Bolton School Former Pupils
Jenny Hepburn (1986-1993)
Jenny is a strategy consultant in the pharmaceutical industry – here she talks about following a career in science
What were your favourite subjects and who were your favourite teachers at School?
I always enjoyed Science and Maths but Chemistry was definitely my favourite. Mrs Fairweather and Mrs Hall in particular transferred their passion for the subjects.
What further study have you undertaken since leaving School?
I studied Chemistry at Oxford University.
What does your job involve and how did you progress to your current role?
I now work as an independent strategy consultant to the Pharmaceutical Industry and have my own business, providing advice and support to Pharmaceutical Companies who are developing new drugs & need to navigate through some tricky challenges along the way.
I started on the graduate scheme at Zeneca (now AstraZeneca) in North Manchester, in an entry-level role in Purchasing, which might seem like it’s not really related to what I do now, but it gave me a good grounding in the overall business, supplier management & negotiation skills.
Then the merger with Astra happened and I took an opportunity to move into the Pharma commercial division in Market Research & Business Analytics, where I managed the delivery of a lot of different types of Market Research, sales analyses and forecasting models, and learned a lot about all of the wider thinking that has to go into developing a new drug.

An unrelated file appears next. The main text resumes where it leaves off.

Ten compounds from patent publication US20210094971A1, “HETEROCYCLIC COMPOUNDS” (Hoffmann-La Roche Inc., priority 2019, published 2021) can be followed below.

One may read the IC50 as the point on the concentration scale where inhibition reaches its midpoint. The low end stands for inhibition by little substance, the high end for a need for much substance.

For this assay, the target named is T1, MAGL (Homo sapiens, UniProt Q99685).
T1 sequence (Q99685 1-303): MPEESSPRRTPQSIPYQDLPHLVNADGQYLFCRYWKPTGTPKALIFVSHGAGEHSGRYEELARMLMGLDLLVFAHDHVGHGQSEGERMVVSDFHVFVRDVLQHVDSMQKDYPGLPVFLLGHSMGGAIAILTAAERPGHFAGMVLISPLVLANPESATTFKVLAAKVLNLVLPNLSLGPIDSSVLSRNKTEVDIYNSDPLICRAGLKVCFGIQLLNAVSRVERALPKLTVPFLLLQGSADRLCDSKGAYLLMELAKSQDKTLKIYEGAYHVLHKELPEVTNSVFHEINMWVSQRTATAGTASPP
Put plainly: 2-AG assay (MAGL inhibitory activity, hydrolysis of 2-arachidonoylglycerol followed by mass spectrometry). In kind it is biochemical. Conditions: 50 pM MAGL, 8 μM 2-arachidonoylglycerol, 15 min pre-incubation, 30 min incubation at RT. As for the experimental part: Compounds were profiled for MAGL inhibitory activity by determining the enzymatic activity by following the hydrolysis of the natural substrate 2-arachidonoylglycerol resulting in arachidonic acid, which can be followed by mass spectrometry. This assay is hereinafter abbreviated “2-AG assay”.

After about 5 years I then became a Global Publications Manager, looking after the dissemination of clinical data to the medical community through, for example, manuscripts and congress activities.
I was then appointed Global Brand Manager for a specific product, which involved setting the strategy for the team and liaison with the local teams around the world.
There was a reorganisation in AstraZeneca in 2008, and I decided to take voluntary redundancy and try something different. I moved to Oxford and worked for a few years as a Marketing Consultant for a consultancy company who provided services and strategic advice to Pharma companies. I was able to further expand my experience by working on ‘the other side of the fence’ as a supplier to the types of company I had previously worked for, and enjoyed the variety of working with different clients in different disease areas.
I then moved back to the North West in 2011 to work for another consulting company as a Senior Consultant. I took more responsibility for developing the business from scratch as we were setting up a new consulting division within an established Medical Communications company. I recruited, led and coached a team and delivered a range of projects, as well as having responsibility for business development (both securing new clients and expanding the work we did with existing clients).
Most recently, around a year ago, I decided to leave full-time employment to become an independent consultant and so I set up my own business – this has given me a lot more flexibility and balance but I couldn’t have taken this step without all of the experience and contacts I’d gained through my employed roles.